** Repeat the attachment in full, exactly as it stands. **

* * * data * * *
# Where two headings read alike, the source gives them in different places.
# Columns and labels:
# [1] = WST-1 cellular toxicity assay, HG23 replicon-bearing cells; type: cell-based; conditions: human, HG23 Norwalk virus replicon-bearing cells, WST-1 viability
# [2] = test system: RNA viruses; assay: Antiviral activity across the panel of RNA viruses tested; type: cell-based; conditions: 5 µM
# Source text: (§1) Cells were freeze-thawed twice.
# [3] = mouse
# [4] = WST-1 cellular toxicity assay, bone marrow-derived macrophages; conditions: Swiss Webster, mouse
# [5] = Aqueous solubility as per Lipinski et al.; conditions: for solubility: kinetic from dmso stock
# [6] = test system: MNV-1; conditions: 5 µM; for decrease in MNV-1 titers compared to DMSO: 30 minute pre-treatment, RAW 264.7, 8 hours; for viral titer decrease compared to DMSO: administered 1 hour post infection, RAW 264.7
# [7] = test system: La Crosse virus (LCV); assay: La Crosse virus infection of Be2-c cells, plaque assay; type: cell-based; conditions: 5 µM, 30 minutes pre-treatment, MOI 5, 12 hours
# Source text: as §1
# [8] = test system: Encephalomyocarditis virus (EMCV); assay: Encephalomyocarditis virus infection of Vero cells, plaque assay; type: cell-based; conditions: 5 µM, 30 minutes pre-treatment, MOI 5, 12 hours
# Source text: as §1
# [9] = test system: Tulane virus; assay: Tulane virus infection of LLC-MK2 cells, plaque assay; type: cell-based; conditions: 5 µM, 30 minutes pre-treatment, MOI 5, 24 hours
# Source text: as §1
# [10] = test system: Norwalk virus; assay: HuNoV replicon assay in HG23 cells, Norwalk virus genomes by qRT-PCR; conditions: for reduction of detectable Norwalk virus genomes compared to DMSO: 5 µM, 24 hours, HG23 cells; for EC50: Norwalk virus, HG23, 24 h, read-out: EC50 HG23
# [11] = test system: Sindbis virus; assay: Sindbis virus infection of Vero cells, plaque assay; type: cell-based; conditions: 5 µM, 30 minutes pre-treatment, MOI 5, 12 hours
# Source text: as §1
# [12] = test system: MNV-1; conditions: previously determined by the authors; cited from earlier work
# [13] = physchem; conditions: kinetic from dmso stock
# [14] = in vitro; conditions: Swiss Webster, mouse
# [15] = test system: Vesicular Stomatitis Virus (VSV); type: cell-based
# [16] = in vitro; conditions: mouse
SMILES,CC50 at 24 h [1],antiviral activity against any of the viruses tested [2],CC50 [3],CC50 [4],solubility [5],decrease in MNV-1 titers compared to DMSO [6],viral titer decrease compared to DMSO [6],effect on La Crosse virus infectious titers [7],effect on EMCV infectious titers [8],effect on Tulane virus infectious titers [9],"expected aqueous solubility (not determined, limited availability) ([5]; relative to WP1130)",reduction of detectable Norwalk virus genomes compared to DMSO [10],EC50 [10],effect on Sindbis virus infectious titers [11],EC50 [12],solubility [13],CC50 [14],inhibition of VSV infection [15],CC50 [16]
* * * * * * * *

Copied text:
# Where two headings read alike, the source gives them in different places.
# Columns and labels:
# [1] = WST-1 cellular toxicity assay, HG23 replicon-bearing cells; type: cell-based; conditions: human, HG23 Norwalk virus replicon-bearing cells, WST-1 viability
# [2] = test system: RNA viruses; assay: Antiviral activity across the panel of RNA viruses tested; type: cell-based; conditions: 5 µM
# Source text: (§1) Cells were freeze-thawed twice.
# [3] = mouse
# [4] = WST-1 cellular toxicity assay, bone marrow-derived macrophages; conditions: Swiss Webster, mouse
# [5] = Aqueous solubility as per Lipinski et al.; conditions: for solubility: kinetic from dmso stock
# [6] = test system: MNV-1; conditions: 5 µM; for decrease in MNV-1 titers compared to DMSO: 30 minute pre-treatment, RAW 264.7, 8 hours; for viral titer decrease compared to DMSO: administered 1 hour post infection, RAW 264.7
# [7] = test system: La Crosse virus (LCV); assay: La Crosse virus infection of Be2-c cells, plaque assay; type: cell-based; conditions: 5 µM, 30 minutes pre-treatment, MOI 5, 12 hours
# Source text: as §1
# [8] = test system: Encephalomyocarditis virus (EMCV); assay: Encephalomyocarditis virus infection of Vero cells, plaque assay; type: cell-based; conditions: 5 µM, 30 minutes pre-treatment, MOI 5, 12 hours
# Source text: as §1
# [9] = test system: Tulane virus; assay: Tulane virus infection of LLC-MK2 cells, plaque assay; type: cell-based; conditions: 5 µM, 30 minutes pre-treatment, MOI 5, 24 hours
# Source text: as §1
# [10] = test system: Norwalk virus; assay: HuNoV replicon assay in HG23 cells, Norwalk virus genomes by qRT-PCR; conditions: for reduction of detectable Norwalk virus genomes compared to DMSO: 5 µM, 24 hours, HG23 cells; for EC50: Norwalk virus, HG23, 24 h, read-out: EC50 HG23
# [11] = test system: Sindbis virus; assay: Sindbis virus infection of Vero cells, plaque assay; type: cell-based; conditions: 5 µM, 30 minutes pre-treatment, MOI 5, 12 hours
# Source text: as §1
# [12] = test system: MNV-1; conditions: previously determined by the authors; cited from earlier work
# [13] = physchem; conditions: kinetic from dmso stock
# [14] = in vitro; conditions: Swiss Webster, mouse
# [15] = test system: Vesicular Stomatitis Virus (VSV); type: cell-based
# [16] = in vitro; conditions: mouse
SMILES,CC50 at 24 h [1],antiviral activity against any of the viruses tested [2],CC50 [3],CC50 [4],solubility [5],decrease in MNV-1 titers compared to DMSO [6],viral titer decrease compared to DMSO [6],effect on La Crosse virus infectious titers [7],effect on EMCV infectious titers [8],effect on Tulane virus infectious titers [9],"expected aqueous solubility (not determined, limited availability) ([5]; relative to WP1130)",reduction of detectable Norwalk virus genomes compared to DMSO [10],EC50 [10],effect on Sindbis virus infectious titers [11],EC50 [12],solubility [13],CC50 [14],inhibition of VSV infection [15],CC50 [16]